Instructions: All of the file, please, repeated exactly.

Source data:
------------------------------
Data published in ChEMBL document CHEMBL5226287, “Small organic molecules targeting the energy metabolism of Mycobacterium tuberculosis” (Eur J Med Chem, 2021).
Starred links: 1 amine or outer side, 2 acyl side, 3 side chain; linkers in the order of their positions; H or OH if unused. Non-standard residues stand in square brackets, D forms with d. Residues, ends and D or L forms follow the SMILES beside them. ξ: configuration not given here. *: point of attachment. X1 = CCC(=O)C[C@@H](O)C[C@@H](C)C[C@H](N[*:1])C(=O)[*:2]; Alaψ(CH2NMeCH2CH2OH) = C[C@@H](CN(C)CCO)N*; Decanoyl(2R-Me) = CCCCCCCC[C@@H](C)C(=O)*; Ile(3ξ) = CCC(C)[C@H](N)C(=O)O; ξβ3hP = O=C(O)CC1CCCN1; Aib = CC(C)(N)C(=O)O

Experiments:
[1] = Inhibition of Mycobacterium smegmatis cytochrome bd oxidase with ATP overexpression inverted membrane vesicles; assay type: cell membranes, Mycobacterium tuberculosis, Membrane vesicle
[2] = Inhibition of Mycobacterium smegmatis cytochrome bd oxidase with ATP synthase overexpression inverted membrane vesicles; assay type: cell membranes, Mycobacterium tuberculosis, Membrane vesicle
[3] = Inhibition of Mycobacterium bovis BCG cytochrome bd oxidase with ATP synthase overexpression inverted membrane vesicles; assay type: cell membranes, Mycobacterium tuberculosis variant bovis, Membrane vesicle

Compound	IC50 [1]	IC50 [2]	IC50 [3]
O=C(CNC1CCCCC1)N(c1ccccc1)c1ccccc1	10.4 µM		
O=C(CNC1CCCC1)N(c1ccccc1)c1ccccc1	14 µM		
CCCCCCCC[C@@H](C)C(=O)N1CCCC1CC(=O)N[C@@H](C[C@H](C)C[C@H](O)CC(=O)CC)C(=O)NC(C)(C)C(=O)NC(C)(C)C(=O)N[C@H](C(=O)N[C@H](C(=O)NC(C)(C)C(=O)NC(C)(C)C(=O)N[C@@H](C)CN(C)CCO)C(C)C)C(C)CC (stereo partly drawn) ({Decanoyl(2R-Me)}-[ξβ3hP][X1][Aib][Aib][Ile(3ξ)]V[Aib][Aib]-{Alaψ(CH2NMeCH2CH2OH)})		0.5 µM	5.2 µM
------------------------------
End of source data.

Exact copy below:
Data published in ChEMBL document CHEMBL5226287, “Small organic molecules targeting the energy metabolism of Mycobacterium tuberculosis” (Eur J Med Chem, 2021).
Starred links: 1 amine or outer side, 2 acyl side, 3 side chain; linkers in the order of their positions; H or OH if unused. Non-standard residues stand in square brackets, D forms with d. Residues, ends and D or L forms follow the SMILES beside them. ξ: configuration not given here. *: point of attachment. X1 = CCC(=O)C[C@@H](O)C[C@@H](C)C[C@H](N[*:1])C(=O)[*:2]; Alaψ(CH2NMeCH2CH2OH) = C[C@@H](CN(C)CCO)N*; Decanoyl(2R-Me) = CCCCCCCC[C@@H](C)C(=O)*; Ile(3ξ) = CCC(C)[C@H](N)C(=O)O; ξβ3hP = O=C(O)CC1CCCN1; Aib = CC(C)(N)C(=O)O

Experiments:
[1] = Inhibition of Mycobacterium smegmatis cytochrome bd oxidase with ATP overexpression inverted membrane vesicles; assay type: cell membranes, Mycobacterium tuberculosis, Membrane vesicle
[2] = Inhibition of Mycobacterium smegmatis cytochrome bd oxidase with ATP synthase overexpression inverted membrane vesicles; assay type: cell membranes, Mycobacterium tuberculosis, Membrane vesicle
[3] = Inhibition of Mycobacterium bovis BCG cytochrome bd oxidase with ATP synthase overexpression inverted membrane vesicles; assay type: cell membranes, Mycobacterium tuberculosis variant bovis, Membrane vesicle

Compound	IC50 [1]	IC50 [2]	IC50 [3]
O=C(CNC1CCCCC1)N(c1ccccc1)c1ccccc1	10.4 µM		
O=C(CNC1CCCC1)N(c1ccccc1)c1ccccc1	14 µM		
CCCCCCCC[C@@H](C)C(=O)N1CCCC1CC(=O)N[C@@H](C[C@H](C)C[C@H](O)CC(=O)CC)C(=O)NC(C)(C)C(=O)NC(C)(C)C(=O)N[C@H](C(=O)N[C@H](C(=O)NC(C)(C)C(=O)NC(C)(C)C(=O)N[C@@H](C)CN(C)CCO)C(C)C)C(C)CC (stereo partly drawn) ({Decanoyl(2R-Me)}-[ξβ3hP][X1][Aib][Aib][Ile(3ξ)]V[Aib][Aib]-{Alaψ(CH2NMeCH2CH2OH)})		0.5 µM	5.2 µM